If making web or mobile products is what you're most passionate about, you'll be pleased to know that people will actually pay you for it. We've compiled a list of things you can do to get started.
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Build a project you're passionate about
Reading books and documentation is necessary, but not sufficient. Build a real thing as you're learning.
Set up your development and production environments
Make a habit of learning a little every day
For example, if you're interested in pursuing Ruby and Ruby on Rails, you should try the following:
Read Programming Ruby 1.9 & 2.0 ($28 eBook), affectionately known as "The Pickaxe", on your own, a chapter a night. This is necessary in order to learn Ruby, the programming language.
Read the Ruby on Rails guides (free), on your own, a chapter a night. This is necessary to learn Rails, the web application framework.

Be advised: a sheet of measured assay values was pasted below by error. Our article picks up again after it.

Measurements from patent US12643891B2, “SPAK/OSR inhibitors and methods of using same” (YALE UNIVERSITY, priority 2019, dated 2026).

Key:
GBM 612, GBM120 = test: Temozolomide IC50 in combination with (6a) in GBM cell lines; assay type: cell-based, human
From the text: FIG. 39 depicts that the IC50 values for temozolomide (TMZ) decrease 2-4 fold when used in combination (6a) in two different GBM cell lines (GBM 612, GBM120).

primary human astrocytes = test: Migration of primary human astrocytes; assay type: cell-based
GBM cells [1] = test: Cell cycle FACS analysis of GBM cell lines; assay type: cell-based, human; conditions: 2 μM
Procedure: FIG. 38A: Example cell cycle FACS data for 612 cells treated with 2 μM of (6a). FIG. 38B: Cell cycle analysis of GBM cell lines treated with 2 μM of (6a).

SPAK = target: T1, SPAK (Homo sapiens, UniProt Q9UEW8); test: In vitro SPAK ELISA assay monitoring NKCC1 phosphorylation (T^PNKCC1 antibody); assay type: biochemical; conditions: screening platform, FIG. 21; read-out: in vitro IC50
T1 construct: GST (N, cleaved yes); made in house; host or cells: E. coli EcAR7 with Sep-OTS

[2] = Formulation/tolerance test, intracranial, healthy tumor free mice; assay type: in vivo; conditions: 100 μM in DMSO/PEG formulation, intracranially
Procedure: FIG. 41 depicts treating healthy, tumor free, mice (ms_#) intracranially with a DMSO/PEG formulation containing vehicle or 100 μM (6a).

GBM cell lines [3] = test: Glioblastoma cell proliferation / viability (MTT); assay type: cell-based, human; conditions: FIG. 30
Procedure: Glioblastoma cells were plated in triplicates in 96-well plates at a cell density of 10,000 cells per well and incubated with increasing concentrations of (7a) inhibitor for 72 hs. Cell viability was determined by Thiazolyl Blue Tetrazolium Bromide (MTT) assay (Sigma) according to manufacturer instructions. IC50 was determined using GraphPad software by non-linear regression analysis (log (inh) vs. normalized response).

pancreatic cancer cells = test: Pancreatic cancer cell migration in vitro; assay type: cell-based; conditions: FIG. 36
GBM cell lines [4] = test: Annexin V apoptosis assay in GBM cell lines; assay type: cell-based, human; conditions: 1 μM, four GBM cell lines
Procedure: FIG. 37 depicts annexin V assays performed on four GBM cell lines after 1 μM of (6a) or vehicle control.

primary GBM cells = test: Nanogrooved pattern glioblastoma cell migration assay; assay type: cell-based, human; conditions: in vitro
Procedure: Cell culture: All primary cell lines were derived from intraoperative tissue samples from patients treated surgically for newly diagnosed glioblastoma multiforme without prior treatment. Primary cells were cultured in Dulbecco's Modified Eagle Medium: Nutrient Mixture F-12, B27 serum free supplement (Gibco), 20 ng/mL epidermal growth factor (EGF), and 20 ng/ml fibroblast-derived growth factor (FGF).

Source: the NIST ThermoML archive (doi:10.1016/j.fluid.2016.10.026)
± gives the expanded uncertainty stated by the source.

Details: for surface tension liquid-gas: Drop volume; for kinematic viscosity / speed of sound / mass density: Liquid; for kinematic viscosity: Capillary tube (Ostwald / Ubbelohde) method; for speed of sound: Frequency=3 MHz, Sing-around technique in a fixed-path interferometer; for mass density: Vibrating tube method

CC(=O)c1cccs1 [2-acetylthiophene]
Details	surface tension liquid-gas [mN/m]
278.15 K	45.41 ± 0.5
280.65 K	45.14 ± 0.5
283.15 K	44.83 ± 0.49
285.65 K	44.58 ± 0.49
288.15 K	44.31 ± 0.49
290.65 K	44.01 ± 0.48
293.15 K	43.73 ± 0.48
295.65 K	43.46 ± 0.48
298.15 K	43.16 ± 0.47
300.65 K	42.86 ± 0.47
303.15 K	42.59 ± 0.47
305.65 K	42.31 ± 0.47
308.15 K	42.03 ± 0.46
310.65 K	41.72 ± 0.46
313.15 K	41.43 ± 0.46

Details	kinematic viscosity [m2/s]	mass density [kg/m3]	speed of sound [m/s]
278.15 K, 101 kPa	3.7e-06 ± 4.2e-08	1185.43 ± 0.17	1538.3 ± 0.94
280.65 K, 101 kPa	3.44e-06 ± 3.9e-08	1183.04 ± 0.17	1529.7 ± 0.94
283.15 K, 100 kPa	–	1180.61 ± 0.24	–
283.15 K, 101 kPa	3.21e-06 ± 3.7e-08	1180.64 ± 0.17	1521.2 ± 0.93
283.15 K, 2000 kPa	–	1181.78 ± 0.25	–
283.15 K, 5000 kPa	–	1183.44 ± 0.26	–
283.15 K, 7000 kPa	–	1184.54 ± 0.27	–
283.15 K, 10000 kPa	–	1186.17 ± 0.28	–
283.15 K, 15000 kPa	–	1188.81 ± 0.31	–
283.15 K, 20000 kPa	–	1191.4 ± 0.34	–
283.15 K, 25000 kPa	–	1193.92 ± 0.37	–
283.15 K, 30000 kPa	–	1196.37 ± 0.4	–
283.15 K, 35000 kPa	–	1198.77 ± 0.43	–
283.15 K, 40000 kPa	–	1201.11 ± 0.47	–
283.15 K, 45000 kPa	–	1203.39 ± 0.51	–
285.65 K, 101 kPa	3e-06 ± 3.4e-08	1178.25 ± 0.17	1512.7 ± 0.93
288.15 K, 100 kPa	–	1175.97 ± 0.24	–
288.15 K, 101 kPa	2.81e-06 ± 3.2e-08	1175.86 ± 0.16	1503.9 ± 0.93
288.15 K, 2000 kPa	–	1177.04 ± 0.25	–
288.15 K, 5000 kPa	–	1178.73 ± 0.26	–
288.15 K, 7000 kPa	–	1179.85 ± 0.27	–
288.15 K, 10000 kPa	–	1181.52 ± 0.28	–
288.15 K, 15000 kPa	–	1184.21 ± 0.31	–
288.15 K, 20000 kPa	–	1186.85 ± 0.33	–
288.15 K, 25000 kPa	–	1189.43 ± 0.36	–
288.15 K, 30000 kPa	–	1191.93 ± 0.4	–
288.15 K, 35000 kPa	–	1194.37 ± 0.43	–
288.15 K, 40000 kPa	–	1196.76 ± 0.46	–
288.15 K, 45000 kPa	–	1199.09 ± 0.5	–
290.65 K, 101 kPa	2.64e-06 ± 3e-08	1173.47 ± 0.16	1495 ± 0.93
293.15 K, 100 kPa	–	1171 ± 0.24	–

Watch Railscasts (free), on your own, an episode a night. Just pick one that looks interesting to you. This is necessary to learn the ecosystem of third-party Ruby gems.
Re-use existing components before writing your own
Don't waste time when you're stuck
If you get an error, copy it and paste in into Google. You'll probably get an explanation.
If not, submit a question to StackOverflow (free) or the Boston Ruby Group mailing list (free).
Talk to an expert in person when you need help with concepts and process
If you need help understanding broader concepts or need someone to review your passion project's codebase in person, attend a Boston Ruby Project Night at the thoughtbot office on the first Tuesday night of every month.
If you understand pieces of the technology stack but can't figure out how they fit together, take an online workshop through Learn Prime.
To really immerse yourself in the material, take an intensive bootcamp with Metis.